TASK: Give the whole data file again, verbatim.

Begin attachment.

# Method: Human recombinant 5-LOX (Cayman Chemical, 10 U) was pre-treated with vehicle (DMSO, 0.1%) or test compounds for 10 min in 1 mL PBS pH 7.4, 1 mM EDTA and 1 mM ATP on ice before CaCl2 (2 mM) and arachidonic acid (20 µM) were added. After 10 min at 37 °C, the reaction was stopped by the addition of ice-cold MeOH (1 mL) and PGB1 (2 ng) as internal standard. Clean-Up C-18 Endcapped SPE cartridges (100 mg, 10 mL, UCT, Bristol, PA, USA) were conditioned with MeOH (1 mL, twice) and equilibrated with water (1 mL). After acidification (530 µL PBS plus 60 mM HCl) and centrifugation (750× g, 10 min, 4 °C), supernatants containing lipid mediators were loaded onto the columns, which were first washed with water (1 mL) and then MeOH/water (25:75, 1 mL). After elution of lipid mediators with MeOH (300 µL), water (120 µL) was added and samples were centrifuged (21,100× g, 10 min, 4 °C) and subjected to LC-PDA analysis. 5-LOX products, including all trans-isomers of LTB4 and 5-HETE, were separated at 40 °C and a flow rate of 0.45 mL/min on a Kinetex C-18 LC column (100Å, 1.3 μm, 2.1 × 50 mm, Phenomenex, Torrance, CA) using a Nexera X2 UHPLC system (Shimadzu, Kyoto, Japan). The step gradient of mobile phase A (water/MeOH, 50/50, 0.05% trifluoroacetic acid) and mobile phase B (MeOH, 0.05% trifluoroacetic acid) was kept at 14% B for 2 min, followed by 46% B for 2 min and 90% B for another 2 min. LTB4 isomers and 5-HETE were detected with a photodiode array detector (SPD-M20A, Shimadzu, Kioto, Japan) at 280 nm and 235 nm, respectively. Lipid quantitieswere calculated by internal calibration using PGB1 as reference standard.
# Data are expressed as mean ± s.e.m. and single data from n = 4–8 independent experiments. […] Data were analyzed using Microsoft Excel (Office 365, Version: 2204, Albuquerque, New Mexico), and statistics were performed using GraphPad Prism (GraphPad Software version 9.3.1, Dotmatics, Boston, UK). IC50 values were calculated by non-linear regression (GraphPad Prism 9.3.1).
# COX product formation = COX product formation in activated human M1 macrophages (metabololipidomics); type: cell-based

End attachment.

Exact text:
# Method: Human recombinant 5-LOX (Cayman Chemical, 10 U) was pre-treated with vehicle (DMSO, 0.1%) or test compounds for 10 min in 1 mL PBS pH 7.4, 1 mM EDTA and 1 mM ATP on ice before CaCl2 (2 mM) and arachidonic acid (20 µM) were added. After 10 min at 37 °C, the reaction was stopped by the addition of ice-cold MeOH (1 mL) and PGB1 (2 ng) as internal standard. Clean-Up C-18 Endcapped SPE cartridges (100 mg, 10 mL, UCT, Bristol, PA, USA) were conditioned with MeOH (1 mL, twice) and equilibrated with water (1 mL). After acidification (530 µL PBS plus 60 mM HCl) and centrifugation (750× g, 10 min, 4 °C), supernatants containing lipid mediators were loaded onto the columns, which were first washed with water (1 mL) and then MeOH/water (25:75, 1 mL). After elution of lipid mediators with MeOH (300 µL), water (120 µL) was added and samples were centrifuged (21,100× g, 10 min, 4 °C) and subjected to LC-PDA analysis. 5-LOX products, including all trans-isomers of LTB4 and 5-HETE, were separated at 40 °C and a flow rate of 0.45 mL/min on a Kinetex C-18 LC column (100Å, 1.3 μm, 2.1 × 50 mm, Phenomenex, Torrance, CA) using a Nexera X2 UHPLC system (Shimadzu, Kyoto, Japan). The step gradient of mobile phase A (water/MeOH, 50/50, 0.05% trifluoroacetic acid) and mobile phase B (MeOH, 0.05% trifluoroacetic acid) was kept at 14% B for 2 min, followed by 46% B for 2 min and 90% B for another 2 min. LTB4 isomers and 5-HETE were detected with a photodiode array detector (SPD-M20A, Shimadzu, Kioto, Japan) at 280 nm and 235 nm, respectively. Lipid quantitieswere calculated by internal calibration using PGB1 as reference standard.
# Data are expressed as mean ± s.e.m. and single data from n = 4–8 independent experiments. […] Data were analyzed using Microsoft Excel (Office 365, Version: 2204, Albuquerque, New Mexico), and statistics were performed using GraphPad Prism (GraphPad Software version 9.3.1, Dotmatics, Boston, UK). IC50 values were calculated by non-linear regression (GraphPad Prism 9.3.1).
# COX product formation = COX product formation in activated human M1 macrophages (metabololipidomics); type: cell-based